Contemporary reports indicate that the Buick was a very safe and stable railcar. The Buick’s hydraulic drum brakes were replaced with an air brake system. The brake shoes act directly on the wheels instead of expanding in drums as on a road car. Part of the brake mechanism can be seen between the wheels of the front truck. The steering wheel remains in place, but it serves to wind on the brakes manually if needed.
To aid traction, sanders were installed, they work by dumping sand on the rail to be crushed by the wheels. Cutouts in the front fenders that once housed side-mounted spare tires were repurposed as sand hoppers.
A pair of air horns supplement the factory electric units. An onboard compressor and reservoir tanks provided pressurized air.
Big Buick Roadmaster Power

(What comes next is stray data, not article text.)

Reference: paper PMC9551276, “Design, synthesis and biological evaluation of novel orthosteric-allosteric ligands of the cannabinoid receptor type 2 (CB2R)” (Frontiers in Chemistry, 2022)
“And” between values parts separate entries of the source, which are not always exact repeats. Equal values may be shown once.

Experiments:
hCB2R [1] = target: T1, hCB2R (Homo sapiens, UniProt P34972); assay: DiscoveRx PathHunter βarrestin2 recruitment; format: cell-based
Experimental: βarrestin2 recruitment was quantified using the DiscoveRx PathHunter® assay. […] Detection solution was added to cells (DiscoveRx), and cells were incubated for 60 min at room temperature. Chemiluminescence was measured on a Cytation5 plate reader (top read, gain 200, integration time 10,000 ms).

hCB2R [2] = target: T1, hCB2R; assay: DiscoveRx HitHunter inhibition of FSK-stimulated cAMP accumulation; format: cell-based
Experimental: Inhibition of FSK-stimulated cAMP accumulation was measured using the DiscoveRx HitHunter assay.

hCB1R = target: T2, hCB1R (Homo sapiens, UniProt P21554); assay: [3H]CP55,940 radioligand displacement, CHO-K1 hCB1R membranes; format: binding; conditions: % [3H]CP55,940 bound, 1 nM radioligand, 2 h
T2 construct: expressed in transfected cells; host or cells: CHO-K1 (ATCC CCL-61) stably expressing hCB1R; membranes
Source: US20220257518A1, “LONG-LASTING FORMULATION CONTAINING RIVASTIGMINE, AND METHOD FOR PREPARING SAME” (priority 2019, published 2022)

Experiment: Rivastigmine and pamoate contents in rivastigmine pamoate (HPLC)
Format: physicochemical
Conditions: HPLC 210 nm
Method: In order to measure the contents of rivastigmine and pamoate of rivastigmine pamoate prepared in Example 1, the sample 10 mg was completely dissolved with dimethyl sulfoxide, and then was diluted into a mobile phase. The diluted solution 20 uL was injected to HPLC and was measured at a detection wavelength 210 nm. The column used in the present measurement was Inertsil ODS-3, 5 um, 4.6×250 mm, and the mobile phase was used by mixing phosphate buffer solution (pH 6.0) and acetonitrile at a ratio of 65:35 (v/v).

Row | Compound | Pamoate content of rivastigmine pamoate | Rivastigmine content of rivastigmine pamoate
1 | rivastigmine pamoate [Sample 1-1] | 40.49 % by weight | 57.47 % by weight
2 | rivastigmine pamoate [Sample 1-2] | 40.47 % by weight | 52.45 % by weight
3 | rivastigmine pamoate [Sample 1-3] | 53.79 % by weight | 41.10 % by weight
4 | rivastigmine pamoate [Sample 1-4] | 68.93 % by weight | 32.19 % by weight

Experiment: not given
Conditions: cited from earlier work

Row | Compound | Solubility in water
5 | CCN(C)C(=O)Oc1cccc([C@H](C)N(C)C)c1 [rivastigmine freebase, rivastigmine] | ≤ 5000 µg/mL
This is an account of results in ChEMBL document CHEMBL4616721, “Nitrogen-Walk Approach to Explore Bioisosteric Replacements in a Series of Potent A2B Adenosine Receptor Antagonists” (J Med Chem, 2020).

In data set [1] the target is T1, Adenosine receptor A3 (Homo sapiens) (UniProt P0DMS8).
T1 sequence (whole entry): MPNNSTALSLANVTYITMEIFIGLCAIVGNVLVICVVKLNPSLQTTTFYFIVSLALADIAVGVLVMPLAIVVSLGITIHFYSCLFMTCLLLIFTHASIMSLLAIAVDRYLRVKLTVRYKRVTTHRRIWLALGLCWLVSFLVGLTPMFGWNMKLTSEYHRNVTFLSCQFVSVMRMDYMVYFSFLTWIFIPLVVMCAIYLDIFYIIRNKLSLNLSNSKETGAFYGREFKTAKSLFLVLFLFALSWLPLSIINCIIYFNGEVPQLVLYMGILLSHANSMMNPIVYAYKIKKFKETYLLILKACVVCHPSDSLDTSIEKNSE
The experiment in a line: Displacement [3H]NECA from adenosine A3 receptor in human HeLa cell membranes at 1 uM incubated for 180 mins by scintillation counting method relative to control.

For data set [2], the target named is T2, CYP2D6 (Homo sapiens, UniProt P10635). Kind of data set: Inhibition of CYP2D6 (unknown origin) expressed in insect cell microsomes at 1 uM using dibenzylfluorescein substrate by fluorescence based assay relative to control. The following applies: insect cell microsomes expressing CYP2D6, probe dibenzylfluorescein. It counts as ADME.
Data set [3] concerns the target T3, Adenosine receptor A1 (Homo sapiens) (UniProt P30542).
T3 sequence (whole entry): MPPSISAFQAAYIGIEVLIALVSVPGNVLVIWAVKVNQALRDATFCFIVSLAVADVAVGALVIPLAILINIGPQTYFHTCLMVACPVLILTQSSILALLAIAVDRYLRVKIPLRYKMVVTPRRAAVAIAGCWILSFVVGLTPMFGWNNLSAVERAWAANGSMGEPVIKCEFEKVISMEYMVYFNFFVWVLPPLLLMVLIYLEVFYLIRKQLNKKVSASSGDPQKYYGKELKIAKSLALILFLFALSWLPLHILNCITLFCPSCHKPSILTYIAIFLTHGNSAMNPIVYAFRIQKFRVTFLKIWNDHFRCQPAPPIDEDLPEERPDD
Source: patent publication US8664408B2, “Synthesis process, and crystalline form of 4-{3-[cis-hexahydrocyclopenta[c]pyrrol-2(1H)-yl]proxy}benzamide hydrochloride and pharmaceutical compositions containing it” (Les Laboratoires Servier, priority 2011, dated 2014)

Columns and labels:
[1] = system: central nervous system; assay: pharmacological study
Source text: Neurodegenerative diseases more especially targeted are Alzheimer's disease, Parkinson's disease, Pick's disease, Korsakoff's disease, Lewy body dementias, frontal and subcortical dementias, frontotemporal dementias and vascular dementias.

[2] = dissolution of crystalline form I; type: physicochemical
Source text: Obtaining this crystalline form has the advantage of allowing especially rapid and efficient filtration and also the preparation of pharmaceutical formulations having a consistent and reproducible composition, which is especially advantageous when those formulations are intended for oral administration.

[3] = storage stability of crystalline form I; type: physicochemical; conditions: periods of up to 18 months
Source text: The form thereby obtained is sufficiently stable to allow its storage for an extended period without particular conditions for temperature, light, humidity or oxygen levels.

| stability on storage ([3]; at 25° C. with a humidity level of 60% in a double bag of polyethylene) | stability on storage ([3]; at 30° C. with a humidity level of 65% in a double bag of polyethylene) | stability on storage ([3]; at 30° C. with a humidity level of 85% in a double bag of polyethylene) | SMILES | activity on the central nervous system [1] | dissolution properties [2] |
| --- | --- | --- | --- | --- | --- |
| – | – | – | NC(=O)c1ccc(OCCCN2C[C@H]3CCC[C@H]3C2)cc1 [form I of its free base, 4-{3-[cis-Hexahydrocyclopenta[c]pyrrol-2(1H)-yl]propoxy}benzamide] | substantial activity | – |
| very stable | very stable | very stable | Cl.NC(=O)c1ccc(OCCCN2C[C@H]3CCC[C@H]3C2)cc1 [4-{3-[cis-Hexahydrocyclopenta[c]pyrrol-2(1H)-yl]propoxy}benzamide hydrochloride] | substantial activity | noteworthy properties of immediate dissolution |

In road-going trim, the Roadmaster tipped the scales at just over two-tons. Doubtless, the conversion to railmobile added some considerable weight to that tally.
There was no need to modify the drivetrain. With about 120 hp on tap, Buick’s famous Fireball straight-8 was powerful by the standards of the 1930s. The 320-cubic-inch engine had overhead valves, or ‘Valve in Head’ to use Buick parlance. This arrangement gave better gas flow through the cylinder head. Most cars at the time employed a side valve, or ‘L Head’ design. The manual transmission has three forward gears and reverse, all selected with a floor-mounted shift lever.
The Ma & Pa’s right of way bristled with potential problems, its 77-miles of track had 476 curves and 111 trestles. Disaster could literally be around any corner, out of sight for a train crew.
Track condition and maintenance was the purview of an official coincidentally titled “Roadmaster.” He would ride the line looking for problems like loose spikes, missing ties, missing bed plates, or a thousand other things that could endanger life, equipment, and revenue. Track inspection often took place in the early morning hours, and in all weather conditions.
To the railroad personnel who used it, the Buick must’ve seemed incredibly luxurious. The car was fully